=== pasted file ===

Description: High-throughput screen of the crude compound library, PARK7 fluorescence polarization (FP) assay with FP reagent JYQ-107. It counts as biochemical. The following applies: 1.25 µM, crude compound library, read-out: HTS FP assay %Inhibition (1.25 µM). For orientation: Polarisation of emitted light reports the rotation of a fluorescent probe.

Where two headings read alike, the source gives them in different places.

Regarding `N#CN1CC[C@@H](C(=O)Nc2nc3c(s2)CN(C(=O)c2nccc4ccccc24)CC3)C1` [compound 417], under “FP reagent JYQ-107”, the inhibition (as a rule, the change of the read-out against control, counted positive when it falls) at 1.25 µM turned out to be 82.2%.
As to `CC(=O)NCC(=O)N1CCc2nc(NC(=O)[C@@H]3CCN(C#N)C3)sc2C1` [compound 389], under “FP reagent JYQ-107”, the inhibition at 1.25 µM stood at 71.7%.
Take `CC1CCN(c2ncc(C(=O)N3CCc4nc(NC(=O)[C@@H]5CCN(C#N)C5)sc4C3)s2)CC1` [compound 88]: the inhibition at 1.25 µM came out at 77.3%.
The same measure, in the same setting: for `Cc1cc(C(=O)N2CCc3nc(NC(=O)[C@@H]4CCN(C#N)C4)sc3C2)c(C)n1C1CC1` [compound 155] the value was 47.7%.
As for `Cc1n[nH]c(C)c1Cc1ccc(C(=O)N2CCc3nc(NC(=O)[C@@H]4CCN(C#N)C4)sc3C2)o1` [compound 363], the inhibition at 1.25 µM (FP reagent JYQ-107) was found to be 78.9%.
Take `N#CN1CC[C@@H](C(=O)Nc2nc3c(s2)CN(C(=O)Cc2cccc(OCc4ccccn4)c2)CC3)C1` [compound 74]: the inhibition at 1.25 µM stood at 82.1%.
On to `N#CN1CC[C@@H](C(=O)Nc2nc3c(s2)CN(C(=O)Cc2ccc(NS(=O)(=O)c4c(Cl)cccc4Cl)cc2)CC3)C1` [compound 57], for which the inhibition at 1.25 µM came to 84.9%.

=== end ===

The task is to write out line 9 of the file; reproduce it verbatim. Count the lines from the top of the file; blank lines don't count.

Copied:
On to `N#CN1CC[C@@H](C(=O)Nc2nc3c(s2)CN(C(=O)Cc2ccc(NS(=O)(=O)c4c(Cl)cccc4Cl)cc2)CC3)C1` [compound 57], for which the inhibition at 1.25 µM came to 84.9%.